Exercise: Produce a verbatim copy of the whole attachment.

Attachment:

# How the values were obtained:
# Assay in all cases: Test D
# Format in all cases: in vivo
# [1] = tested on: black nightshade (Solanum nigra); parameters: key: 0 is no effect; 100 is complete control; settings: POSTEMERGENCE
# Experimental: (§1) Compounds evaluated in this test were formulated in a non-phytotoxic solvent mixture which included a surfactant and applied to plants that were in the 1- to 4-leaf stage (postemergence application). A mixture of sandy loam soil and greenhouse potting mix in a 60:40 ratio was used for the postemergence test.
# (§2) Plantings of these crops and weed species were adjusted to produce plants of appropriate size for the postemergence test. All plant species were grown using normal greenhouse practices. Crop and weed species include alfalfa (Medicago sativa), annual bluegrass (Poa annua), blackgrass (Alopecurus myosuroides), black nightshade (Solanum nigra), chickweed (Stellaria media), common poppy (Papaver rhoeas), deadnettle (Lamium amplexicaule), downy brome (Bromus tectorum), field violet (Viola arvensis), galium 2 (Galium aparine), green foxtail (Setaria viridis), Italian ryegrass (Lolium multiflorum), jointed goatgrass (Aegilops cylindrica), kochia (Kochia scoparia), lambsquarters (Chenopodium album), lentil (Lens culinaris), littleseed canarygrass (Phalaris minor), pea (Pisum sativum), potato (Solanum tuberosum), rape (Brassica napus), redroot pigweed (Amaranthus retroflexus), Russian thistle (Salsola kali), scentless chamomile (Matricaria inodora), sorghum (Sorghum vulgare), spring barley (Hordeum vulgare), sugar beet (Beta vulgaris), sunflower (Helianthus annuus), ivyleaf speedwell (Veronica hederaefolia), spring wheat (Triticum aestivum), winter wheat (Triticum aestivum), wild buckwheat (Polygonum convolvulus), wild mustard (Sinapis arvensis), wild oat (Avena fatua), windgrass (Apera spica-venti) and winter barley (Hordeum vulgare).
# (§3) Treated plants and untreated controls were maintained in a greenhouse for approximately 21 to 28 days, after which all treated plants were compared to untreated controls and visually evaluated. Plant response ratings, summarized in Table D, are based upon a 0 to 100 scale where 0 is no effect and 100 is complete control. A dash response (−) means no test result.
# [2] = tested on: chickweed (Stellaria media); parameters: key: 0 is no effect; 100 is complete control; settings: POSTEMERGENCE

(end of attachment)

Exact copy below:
# How the values were obtained:
# Assay in all cases: Test D
# Format in all cases: in vivo
# [1] = tested on: black nightshade (Solanum nigra); parameters: key: 0 is no effect; 100 is complete control; settings: POSTEMERGENCE
# Experimental: (§1) Compounds evaluated in this test were formulated in a non-phytotoxic solvent mixture which included a surfactant and applied to plants that were in the 1- to 4-leaf stage (postemergence application). A mixture of sandy loam soil and greenhouse potting mix in a 60:40 ratio was used for the postemergence test.
# (§2) Plantings of these crops and weed species were adjusted to produce plants of appropriate size for the postemergence test. All plant species were grown using normal greenhouse practices. Crop and weed species include alfalfa (Medicago sativa), annual bluegrass (Poa annua), blackgrass (Alopecurus myosuroides), black nightshade (Solanum nigra), chickweed (Stellaria media), common poppy (Papaver rhoeas), deadnettle (Lamium amplexicaule), downy brome (Bromus tectorum), field violet (Viola arvensis), galium 2 (Galium aparine), green foxtail (Setaria viridis), Italian ryegrass (Lolium multiflorum), jointed goatgrass (Aegilops cylindrica), kochia (Kochia scoparia), lambsquarters (Chenopodium album), lentil (Lens culinaris), littleseed canarygrass (Phalaris minor), pea (Pisum sativum), potato (Solanum tuberosum), rape (Brassica napus), redroot pigweed (Amaranthus retroflexus), Russian thistle (Salsola kali), scentless chamomile (Matricaria inodora), sorghum (Sorghum vulgare), spring barley (Hordeum vulgare), sugar beet (Beta vulgaris), sunflower (Helianthus annuus), ivyleaf speedwell (Veronica hederaefolia), spring wheat (Triticum aestivum), winter wheat (Triticum aestivum), wild buckwheat (Polygonum convolvulus), wild mustard (Sinapis arvensis), wild oat (Avena fatua), windgrass (Apera spica-venti) and winter barley (Hordeum vulgare).
# (§3) Treated plants and untreated controls were maintained in a greenhouse for approximately 21 to 28 days, after which all treated plants were compared to untreated controls and visually evaluated. Plant response ratings, summarized in Table D, are based upon a 0 to 100 scale where 0 is no effect and 100 is complete control. A dash response (−) means no test result.
# [2] = tested on: chickweed (Stellaria media); parameters: key: 0 is no effect; 100 is complete control; settings: POSTEMERGENCE